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Look at the Numbers

Researchers need to examine data on gender and racial diversity in the sciences just as they would any other dataset, writes Pennsylvania State University's Kathleen Grogan at Nature Ecology & Evolution.

"This same data-driven approach that guides our research should be applied to maximize the innovation and productivity of our scientific and academic community," she says. "What data we have are stark."

In her commentary, Grogan sifts through the data that has been collected. Overall, women are about 10 to 20 percent less likely than their male counterparts to become PIs, she says. While women similar success rates, women are less likely to apply for National Institutes of Health or National Science Foundation grants. This, she says, this leads women to have fewer concurrent grants and, on average, about $30,000 less in funding than men each year. Even if successful, Grogan points out that women are less likely to speak at colloquia and be recognized with awards.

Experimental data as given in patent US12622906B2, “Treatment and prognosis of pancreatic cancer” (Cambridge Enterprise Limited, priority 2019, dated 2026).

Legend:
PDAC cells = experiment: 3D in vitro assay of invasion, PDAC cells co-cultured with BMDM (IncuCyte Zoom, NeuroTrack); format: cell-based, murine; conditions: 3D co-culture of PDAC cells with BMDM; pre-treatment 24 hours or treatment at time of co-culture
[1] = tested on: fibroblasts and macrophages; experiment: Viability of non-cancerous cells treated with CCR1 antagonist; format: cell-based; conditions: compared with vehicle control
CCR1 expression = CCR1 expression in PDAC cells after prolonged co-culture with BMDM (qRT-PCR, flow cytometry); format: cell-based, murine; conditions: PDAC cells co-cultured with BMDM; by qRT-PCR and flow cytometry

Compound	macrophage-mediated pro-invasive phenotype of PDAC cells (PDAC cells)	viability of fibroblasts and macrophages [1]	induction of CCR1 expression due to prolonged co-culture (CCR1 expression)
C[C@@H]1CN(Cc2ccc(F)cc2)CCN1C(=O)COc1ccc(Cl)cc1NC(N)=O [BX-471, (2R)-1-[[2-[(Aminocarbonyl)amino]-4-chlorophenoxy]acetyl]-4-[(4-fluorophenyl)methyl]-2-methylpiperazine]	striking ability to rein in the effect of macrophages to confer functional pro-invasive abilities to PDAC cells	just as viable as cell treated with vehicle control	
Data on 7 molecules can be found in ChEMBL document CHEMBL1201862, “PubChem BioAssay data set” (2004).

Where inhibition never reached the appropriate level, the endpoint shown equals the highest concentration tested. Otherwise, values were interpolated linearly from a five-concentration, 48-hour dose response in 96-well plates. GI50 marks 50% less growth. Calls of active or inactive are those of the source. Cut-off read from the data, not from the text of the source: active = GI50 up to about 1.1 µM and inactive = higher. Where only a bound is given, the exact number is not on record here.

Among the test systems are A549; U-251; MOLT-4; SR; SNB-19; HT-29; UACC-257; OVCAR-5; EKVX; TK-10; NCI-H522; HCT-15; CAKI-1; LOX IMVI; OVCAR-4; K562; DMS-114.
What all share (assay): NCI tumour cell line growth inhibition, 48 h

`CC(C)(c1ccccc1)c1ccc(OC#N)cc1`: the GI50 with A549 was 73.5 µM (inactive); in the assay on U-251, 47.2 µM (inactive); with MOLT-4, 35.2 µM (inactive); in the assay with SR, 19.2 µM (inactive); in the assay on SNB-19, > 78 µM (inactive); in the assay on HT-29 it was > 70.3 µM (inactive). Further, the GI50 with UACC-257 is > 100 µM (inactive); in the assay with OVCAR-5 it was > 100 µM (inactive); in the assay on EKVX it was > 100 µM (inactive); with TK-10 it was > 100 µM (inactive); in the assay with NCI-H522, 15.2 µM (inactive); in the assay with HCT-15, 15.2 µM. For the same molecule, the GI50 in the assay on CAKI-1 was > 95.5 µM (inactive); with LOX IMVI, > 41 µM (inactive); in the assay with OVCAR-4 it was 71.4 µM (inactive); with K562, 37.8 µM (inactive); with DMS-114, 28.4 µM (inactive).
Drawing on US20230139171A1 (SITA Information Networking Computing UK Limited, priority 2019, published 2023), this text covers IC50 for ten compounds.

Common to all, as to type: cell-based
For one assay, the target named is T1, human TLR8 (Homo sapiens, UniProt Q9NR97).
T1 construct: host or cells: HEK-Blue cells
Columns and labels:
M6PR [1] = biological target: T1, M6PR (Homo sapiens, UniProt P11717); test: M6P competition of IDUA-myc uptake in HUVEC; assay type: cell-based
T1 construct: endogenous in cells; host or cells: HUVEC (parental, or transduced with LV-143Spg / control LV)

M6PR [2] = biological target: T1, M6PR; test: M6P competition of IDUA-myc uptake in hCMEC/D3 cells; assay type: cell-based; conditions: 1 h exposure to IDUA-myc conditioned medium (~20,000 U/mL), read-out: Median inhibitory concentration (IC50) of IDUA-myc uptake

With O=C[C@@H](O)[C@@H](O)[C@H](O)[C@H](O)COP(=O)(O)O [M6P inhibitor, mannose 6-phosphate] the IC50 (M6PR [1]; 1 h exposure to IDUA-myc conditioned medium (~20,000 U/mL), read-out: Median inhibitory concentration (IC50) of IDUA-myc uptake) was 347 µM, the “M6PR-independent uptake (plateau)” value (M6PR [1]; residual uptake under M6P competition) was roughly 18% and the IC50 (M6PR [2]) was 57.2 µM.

Grogan adds that much of the impetus to improve the so-called "leaky pipeline" has been placed on female researchers rather than the scientific community at large. She writes that there are little things that researchers — male and female — can do to bolster the representation of women and minorities in the science. Grogan says, for instance, researchers can recommend more women and minorities to review their manuscripts, to receive prizes, and work to identify their own biases.

The Scan

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Small Study of Gene Editing to Treat Sickle Cell Disease

In a Novartis-sponsored study in the New England Journal of Medicine, researchers found that a CRISPR-Cas9-based treatment targeting promoters of genes encoding fetal hemoglobin could reduce disease symptoms.

Gut Microbiome Changes Appear in Infants Before They Develop Eczema, Study Finds

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Acute Myeloid Leukemia Treatment Specificity Enhanced With Stem Cell Editing

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